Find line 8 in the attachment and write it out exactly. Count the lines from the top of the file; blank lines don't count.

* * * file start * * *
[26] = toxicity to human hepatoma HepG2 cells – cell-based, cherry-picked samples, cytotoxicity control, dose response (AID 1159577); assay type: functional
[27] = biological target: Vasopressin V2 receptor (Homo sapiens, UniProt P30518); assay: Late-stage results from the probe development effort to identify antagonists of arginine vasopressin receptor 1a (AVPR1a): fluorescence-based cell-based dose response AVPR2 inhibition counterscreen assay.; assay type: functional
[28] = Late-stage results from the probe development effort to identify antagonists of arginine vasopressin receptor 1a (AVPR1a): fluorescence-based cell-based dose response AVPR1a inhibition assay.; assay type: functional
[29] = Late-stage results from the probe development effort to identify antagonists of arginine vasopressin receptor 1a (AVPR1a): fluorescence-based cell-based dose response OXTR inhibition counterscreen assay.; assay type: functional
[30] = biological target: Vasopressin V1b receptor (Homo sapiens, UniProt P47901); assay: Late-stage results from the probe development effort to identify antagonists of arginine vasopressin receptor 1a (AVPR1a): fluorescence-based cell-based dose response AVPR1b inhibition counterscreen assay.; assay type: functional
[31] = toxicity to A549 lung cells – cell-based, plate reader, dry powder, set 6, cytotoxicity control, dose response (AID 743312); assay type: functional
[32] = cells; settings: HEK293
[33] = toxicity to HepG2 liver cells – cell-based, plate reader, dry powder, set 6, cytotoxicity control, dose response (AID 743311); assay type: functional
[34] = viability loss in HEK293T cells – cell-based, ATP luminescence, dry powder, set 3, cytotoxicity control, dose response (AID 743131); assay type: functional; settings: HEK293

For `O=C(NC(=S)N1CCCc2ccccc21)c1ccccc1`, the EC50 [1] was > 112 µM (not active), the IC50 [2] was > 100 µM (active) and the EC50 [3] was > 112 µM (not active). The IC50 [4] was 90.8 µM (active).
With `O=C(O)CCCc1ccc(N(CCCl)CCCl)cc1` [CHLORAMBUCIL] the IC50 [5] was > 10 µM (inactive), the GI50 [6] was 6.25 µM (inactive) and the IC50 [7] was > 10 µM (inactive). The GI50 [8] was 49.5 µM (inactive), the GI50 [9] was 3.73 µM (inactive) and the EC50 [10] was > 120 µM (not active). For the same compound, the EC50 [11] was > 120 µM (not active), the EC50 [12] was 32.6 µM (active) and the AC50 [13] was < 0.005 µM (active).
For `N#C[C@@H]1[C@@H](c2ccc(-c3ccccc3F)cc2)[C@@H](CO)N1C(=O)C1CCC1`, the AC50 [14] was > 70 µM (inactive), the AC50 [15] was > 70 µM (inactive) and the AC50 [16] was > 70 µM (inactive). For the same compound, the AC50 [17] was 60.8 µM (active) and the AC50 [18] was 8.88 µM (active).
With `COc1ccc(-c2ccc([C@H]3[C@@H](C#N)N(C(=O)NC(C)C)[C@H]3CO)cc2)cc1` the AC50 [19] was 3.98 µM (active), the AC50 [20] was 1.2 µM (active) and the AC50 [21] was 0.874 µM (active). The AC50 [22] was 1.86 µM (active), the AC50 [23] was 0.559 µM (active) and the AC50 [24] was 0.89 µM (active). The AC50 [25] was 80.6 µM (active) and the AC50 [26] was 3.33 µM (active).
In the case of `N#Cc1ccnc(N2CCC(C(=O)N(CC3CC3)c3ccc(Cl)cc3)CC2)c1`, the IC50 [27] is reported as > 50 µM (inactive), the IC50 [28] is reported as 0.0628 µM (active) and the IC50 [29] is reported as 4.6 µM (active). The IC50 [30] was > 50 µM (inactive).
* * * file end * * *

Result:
[33] = toxicity to HepG2 liver cells – cell-based, plate reader, dry powder, set 6, cytotoxicity control, dose response (AID 743311); assay type: functional